Is it possible to retire early in India?

Is early retirement in India possible? Can a 45-year-old with ‘enough’ saved up, hang up his boots and avoid a full-time job for the rest of his life?

In this post, I do a feasibility study considering three different scenarios for early retirement to determine the most practical approach.

Early retirement is a phrase that has become extremely popular in recent year thanks to successful blogs like

  • Early Retirement Extreme
  • Mr. Money Mustache
  • Getrichslowly
  • The Simple Dollar

and many more that have cropped up by inspiration.

Many Indians get inspired by these blogs and seek early retirement without understanding the implications of inflation levels in India and what it actually means to a retirement plan. Some even have designed retirement calculators ignoring post-retirement inflation!

No one seems to understand how fragile their plans look on paper. So this post is to debunk some popular notions on early retirement and to provide a reasonably practical solution.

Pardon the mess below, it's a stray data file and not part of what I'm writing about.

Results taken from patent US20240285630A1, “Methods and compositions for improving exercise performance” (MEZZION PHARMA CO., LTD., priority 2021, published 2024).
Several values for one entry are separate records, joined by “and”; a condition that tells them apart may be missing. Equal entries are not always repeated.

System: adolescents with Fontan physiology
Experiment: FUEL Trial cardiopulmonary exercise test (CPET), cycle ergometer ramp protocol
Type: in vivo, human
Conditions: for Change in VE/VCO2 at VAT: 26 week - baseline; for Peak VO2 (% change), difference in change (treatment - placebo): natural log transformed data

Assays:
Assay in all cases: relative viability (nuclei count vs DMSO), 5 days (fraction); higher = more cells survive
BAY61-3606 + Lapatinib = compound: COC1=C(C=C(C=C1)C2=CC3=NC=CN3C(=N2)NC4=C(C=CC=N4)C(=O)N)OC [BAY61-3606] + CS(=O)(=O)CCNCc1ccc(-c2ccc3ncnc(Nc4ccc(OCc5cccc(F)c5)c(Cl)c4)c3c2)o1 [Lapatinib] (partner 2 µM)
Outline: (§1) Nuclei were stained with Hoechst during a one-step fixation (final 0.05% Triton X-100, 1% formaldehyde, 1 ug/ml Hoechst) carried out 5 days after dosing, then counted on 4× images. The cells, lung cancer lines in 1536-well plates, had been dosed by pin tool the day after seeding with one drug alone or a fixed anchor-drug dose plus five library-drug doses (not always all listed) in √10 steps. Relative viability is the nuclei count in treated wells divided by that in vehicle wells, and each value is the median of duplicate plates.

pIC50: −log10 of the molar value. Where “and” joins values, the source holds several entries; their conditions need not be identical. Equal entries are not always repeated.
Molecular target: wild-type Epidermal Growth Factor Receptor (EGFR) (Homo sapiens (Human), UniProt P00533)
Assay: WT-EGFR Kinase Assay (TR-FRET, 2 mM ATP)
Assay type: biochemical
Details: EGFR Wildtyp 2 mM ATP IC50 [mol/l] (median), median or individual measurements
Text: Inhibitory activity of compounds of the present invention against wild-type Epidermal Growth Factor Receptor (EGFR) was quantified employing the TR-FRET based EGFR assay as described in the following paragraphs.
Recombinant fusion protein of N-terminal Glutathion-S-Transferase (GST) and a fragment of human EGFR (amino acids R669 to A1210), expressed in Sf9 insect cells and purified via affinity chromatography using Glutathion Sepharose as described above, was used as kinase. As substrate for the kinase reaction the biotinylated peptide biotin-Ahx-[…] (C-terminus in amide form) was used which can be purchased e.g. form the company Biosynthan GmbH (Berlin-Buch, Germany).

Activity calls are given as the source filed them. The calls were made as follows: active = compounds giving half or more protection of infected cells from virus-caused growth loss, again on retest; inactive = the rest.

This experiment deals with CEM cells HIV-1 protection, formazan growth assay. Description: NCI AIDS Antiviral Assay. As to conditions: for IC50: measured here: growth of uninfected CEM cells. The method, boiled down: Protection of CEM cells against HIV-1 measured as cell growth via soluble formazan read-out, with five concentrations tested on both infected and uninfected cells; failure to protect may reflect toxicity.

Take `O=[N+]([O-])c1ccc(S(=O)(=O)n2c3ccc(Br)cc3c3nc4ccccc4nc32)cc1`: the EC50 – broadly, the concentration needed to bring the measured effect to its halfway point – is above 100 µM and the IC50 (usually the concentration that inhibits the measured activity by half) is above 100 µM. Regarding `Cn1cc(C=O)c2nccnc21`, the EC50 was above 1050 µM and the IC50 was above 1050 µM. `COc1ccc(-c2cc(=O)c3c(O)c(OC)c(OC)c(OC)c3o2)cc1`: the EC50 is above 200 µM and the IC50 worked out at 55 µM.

Early retirement is an extremely common dream. You long to say good-bye to your tough corporate job, tell your evil boss to f%%% off, begin an entirely new phase in your life!

Almost everyone dreams it, but only a few people decide to do something about it. Will those few succeed? How practical is it to retire early in a country where inflation is close to double digits?

Let try and answer these questions in this post by taking the case Brainy Smurf. Regular readers may recall we considered Grouchy Smurfs retirement planning with fixed and recurring deposits.